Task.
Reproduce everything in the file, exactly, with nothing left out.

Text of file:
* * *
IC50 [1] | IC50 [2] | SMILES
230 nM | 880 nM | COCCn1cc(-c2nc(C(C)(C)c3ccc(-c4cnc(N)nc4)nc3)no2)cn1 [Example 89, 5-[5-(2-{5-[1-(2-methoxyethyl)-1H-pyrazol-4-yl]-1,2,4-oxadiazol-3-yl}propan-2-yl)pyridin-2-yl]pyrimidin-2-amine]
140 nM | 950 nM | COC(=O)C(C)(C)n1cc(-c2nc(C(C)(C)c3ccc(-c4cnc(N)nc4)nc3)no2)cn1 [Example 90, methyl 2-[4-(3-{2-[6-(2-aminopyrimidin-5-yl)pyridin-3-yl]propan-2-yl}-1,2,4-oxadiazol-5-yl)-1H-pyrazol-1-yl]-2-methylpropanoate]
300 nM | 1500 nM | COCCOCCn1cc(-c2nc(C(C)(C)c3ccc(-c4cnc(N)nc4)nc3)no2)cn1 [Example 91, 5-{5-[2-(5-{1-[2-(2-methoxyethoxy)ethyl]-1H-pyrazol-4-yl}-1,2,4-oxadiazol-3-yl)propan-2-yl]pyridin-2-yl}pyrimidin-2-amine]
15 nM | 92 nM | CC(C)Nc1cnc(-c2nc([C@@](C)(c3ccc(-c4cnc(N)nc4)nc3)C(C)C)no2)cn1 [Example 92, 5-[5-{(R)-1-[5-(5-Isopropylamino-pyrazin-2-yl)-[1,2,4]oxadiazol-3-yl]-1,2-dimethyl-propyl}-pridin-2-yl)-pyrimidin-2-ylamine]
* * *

IC50 [1] | IC50 [2] | SMILES
230 nM | 880 nM | COCCn1cc(-c2nc(C(C)(C)c3ccc(-c4cnc(N)nc4)nc3)no2)cn1 [Example 89, 5-[5-(2-{5-[1-(2-methoxyethyl)-1H-pyrazol-4-yl]-1,2,4-oxadiazol-3-yl}propan-2-yl)pyridin-2-yl]pyrimidin-2-amine]
140 nM | 950 nM | COC(=O)C(C)(C)n1cc(-c2nc(C(C)(C)c3ccc(-c4cnc(N)nc4)nc3)no2)cn1 [Example 90, methyl 2-[4-(3-{2-[6-(2-aminopyrimidin-5-yl)pyridin-3-yl]propan-2-yl}-1,2,4-oxadiazol-5-yl)-1H-pyrazol-1-yl]-2-methylpropanoate]
300 nM | 1500 nM | COCCOCCn1cc(-c2nc(C(C)(C)c3ccc(-c4cnc(N)nc4)nc3)no2)cn1 [Example 91, 5-{5-[2-(5-{1-[2-(2-methoxyethoxy)ethyl]-1H-pyrazol-4-yl}-1,2,4-oxadiazol-3-yl)propan-2-yl]pyridin-2-yl}pyrimidin-2-amine]
15 nM | 92 nM | CC(C)Nc1cnc(-c2nc([C@@](C)(c3ccc(-c4cnc(N)nc4)nc3)C(C)C)no2)cn1 [Example 92, 5-[5-{(R)-1-[5-(5-Isopropylamino-pyrazin-2-yl)-[1,2,4]oxadiazol-3-yl]-1,2-dimethyl-propyl}-pridin-2-yl)-pyrimidin-2-ylamine]